Recessions don’t make much difference to home values

by Steve Randall07 Aug 2019

When the subject of recession is mentioned, it’s hard not to think about the Great Recession of a decade ago and the devastation that it caused, not least in the housing market.

But typically, recessions have a limited impact on home values according to research by Zillow which looked at recessions over the last quarter century at both US-wide and state level.

There were two national recessions; the dot com crash in 2001 and the Great Recession from 2007-9; and 1,039 statewide recessions during a given month since 1997.

In 81% of those months, annual home value appreciation was positive; averaging 4.6% during economic growth and 4% during recessions.

The Great Recession was an outlier which saw the widespread collapse of home values that is so sharply remembered.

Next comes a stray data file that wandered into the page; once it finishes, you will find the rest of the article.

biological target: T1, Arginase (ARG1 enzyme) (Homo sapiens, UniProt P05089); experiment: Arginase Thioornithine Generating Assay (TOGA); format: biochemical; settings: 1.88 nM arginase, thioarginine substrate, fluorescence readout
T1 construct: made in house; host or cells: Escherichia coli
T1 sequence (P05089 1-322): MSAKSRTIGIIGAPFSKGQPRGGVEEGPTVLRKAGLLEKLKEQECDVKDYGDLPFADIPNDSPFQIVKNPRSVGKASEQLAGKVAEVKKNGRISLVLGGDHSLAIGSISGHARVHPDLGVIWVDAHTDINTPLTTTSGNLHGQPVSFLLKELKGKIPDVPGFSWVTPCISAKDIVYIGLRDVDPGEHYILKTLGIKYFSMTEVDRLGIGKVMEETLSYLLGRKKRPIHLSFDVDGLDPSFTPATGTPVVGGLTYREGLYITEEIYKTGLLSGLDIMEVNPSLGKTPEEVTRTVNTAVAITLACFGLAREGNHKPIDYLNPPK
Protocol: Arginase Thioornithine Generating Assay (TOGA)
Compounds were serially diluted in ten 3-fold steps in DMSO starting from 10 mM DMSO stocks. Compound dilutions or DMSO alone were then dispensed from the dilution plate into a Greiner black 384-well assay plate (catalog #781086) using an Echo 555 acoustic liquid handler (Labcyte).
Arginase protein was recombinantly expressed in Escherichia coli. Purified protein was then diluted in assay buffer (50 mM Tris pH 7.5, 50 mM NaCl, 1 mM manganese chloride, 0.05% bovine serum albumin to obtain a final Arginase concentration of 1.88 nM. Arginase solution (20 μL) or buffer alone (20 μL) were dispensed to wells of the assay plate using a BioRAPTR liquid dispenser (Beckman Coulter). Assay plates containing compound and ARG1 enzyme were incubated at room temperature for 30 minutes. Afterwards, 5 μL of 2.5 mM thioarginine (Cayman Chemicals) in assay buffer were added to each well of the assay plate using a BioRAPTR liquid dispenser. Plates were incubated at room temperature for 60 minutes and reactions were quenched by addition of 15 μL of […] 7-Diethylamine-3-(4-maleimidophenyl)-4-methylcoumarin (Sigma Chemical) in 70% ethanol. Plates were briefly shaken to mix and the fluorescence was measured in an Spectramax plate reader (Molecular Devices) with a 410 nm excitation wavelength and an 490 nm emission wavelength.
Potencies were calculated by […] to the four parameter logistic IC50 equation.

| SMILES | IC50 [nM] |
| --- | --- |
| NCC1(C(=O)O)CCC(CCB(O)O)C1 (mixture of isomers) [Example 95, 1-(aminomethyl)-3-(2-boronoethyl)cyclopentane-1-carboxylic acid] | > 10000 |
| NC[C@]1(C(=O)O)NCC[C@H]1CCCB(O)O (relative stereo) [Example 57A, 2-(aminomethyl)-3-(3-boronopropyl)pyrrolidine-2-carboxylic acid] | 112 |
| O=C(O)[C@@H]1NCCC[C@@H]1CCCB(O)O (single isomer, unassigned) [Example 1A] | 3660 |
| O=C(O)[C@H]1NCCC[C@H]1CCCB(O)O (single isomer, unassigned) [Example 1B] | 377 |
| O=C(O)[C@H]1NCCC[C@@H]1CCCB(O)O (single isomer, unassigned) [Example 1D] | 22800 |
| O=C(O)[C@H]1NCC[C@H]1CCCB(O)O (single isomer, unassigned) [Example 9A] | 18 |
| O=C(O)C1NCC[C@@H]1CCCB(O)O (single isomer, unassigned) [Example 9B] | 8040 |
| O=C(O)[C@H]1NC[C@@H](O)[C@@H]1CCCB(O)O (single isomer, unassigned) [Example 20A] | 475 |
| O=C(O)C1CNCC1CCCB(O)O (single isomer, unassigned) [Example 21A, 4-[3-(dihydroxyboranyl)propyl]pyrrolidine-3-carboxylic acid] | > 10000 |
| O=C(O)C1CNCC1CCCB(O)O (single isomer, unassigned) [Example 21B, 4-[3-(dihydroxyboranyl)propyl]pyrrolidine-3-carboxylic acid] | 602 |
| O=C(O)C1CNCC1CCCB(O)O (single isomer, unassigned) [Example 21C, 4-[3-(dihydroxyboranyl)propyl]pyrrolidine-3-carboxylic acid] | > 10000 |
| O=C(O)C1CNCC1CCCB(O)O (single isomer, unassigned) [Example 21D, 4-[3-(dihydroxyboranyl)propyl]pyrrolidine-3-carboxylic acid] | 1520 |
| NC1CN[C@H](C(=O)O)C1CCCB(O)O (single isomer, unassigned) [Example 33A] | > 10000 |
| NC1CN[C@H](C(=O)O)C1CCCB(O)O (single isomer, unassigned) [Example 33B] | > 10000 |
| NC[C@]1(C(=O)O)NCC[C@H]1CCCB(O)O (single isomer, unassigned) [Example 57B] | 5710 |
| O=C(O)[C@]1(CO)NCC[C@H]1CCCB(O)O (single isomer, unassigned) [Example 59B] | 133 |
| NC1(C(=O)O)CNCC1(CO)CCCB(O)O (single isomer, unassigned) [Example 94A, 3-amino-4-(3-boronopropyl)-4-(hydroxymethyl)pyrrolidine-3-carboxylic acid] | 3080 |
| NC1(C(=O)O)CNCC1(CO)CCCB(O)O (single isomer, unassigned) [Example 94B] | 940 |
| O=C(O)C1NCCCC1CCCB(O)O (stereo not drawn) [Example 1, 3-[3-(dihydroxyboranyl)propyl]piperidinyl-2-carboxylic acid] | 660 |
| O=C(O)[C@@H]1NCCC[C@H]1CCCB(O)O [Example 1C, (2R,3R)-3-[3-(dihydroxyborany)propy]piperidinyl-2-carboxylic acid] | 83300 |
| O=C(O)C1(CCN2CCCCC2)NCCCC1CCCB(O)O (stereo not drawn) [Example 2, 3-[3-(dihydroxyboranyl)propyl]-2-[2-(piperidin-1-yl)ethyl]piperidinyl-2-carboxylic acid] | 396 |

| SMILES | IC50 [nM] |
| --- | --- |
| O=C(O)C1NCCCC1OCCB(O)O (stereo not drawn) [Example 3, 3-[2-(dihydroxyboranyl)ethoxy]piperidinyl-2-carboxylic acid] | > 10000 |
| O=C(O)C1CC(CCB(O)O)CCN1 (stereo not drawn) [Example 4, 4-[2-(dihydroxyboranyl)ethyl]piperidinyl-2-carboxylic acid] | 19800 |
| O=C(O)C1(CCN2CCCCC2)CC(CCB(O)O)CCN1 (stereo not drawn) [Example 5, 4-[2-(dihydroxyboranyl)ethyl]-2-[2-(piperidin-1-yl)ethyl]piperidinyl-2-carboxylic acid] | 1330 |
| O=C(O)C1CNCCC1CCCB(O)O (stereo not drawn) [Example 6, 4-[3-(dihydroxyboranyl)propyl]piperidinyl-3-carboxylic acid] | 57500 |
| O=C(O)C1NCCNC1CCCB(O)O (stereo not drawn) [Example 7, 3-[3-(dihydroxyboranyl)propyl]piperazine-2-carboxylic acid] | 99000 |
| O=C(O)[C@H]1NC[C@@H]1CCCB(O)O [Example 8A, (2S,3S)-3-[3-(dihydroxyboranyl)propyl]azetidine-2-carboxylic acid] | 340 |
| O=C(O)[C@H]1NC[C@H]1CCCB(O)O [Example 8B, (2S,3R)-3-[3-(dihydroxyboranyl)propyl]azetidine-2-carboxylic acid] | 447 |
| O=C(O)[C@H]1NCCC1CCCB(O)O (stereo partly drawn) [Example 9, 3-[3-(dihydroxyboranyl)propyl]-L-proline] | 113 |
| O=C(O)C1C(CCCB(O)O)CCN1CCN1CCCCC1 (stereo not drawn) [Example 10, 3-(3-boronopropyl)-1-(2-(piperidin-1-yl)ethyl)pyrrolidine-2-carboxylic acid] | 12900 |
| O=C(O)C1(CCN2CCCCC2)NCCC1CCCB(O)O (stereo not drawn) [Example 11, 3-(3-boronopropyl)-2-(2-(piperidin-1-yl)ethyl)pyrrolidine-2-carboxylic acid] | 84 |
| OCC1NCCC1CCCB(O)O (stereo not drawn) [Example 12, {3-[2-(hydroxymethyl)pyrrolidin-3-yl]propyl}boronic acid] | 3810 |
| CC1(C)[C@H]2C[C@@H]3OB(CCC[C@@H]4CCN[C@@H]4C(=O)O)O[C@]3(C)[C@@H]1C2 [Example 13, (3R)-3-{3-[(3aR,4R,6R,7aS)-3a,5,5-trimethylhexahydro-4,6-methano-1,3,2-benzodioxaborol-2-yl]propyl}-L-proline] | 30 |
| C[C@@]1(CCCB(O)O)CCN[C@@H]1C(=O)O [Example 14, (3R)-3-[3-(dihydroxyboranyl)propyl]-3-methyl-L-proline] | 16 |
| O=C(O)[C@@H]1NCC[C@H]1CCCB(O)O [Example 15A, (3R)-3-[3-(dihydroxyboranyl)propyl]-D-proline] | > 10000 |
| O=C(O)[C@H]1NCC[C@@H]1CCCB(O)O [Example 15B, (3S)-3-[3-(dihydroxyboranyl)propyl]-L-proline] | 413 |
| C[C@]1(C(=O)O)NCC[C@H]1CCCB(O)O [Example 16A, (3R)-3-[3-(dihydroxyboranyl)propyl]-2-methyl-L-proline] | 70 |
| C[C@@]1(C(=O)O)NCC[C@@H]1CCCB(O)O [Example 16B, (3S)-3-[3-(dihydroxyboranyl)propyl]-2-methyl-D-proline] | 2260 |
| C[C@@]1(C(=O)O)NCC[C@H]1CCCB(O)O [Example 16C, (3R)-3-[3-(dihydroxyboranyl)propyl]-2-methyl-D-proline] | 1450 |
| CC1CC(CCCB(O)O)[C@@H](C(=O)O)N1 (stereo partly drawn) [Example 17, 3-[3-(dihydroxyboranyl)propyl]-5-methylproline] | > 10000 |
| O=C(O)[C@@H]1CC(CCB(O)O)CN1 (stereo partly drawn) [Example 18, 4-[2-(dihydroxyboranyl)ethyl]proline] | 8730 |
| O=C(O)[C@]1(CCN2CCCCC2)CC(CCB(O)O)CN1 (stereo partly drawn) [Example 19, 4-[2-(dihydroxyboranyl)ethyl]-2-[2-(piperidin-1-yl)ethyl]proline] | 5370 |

"The housing crash during the Great Recession left a lasting impression on our collective memory," said Zillow Economist Jeff Tucker. "But as we look ahead to the next recession, it's important to recognize how unusual the conditions were that caused the last one, and what's different about the housing market today.”

Different story

Tucker noted that rather than abundant homes, we have a shortage of new home supply and where the Great Recession had risky borrowers taking on adjustable-rate mortgages, we now have buyers with sterling credit scores taking out predictable 30-year fixed-rate mortgages.

“The housing market is simply much less risky than it was 15 years ago, and our experience in recent localized recessions shows how home prices can weather normal economic headwinds," he said.


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